Tuesday, February 25, 2014

Learning from the Olympics

The desk columnist of the Catholic Times shares his thoughts on the recently completed Sochi Olympics. The Olympic games, along with the World Cup, are heavily involved with commercial interests and extreme competition, a fact often criticized by some segments of the population. The games, however, the writer notes, do take us away from the inevitable boredom that creeps into every life, distracting us, and often providing real drama.

The athletes for a period of 4 years are continually practicing, intent on achieving their goal, winning the gold medal. All are working with all the energy they can muster for that one moment of glory. This is the reason we greet them with our applause.

In the Sochi Olympics we saw the Korean Ahn Hyun-soo win the gold for Russia in the short-track speed racing events. Many Koreans applauded Ahn for his victory but at the same time felt a sense of loss. There had been a problem with the skating federation in Korea and  the government-affiliated group, which were responsible, the columnist believes, for his defection, though he admits it was a complicated issue. To continue to skate, doing what he loved to do, Ahn decided to go to Russia,  become a citizen, and race for  Russia. The columnist feels that Korea should have been more understanding and allowed him to skate for his country.

We need to do well whenever we are given the chance, the writer says. Many dramas, songs and books have the theme of failing to do our best when we have the opportunity and regretting it after. Is this not true in the divorces that we see so often? he asks. Even though the separated partners often express no regret for having divorced, he feels this is a lie. When those who were so close and considered each other precious, if they had related with each other differently, it wouldn't have happened, he says.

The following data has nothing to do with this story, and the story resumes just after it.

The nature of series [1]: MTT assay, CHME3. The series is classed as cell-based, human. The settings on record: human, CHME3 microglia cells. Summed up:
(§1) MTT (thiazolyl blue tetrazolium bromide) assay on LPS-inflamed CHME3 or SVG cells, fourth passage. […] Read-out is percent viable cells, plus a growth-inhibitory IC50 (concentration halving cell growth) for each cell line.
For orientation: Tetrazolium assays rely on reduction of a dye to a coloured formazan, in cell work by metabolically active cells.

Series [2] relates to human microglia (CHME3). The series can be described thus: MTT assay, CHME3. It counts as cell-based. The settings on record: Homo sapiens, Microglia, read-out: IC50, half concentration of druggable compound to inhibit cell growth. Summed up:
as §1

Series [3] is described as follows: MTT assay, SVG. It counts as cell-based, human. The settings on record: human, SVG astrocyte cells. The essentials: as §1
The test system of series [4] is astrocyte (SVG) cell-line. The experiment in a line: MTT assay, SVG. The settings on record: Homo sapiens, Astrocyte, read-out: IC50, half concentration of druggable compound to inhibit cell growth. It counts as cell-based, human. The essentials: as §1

This can also be seen in the parent-child relationship. When children finally grow up and want to make amends for a difficult family relationship, it is often too late and they are faced with the death of the parents. Wasn't this the case with Peter in the Gospels, he wonders,  when Peter betrayed our Lord and was left with an eternal lasting regret.  Let us do our best, he advises, when we have the chance.

This situation is not any different in the Church community. In the West, Christians are leaving the Church in large numbers, youth are leaving, vocations have dropped, religion no longer interests many of our Christians. On Sundays the churches are empty and there is no guarantee that the Korean Church will not go the way of the West.

The Church in Korea, however, has been blessed. Compared to the West, we have vitality and many vocations to the clerical and religious life. Even though life is busy, the Christians are very active in the life of the Church and are supporting it by their time, effort and prayers.

What is needed is more effort in growing into mature and holy Christians. We have no guarantee that it will remain this way, so he recommends that we deal with the parishioners as brothers and sisters, one by one, to prevent the dissatisfaction that we see in other parts of the world.

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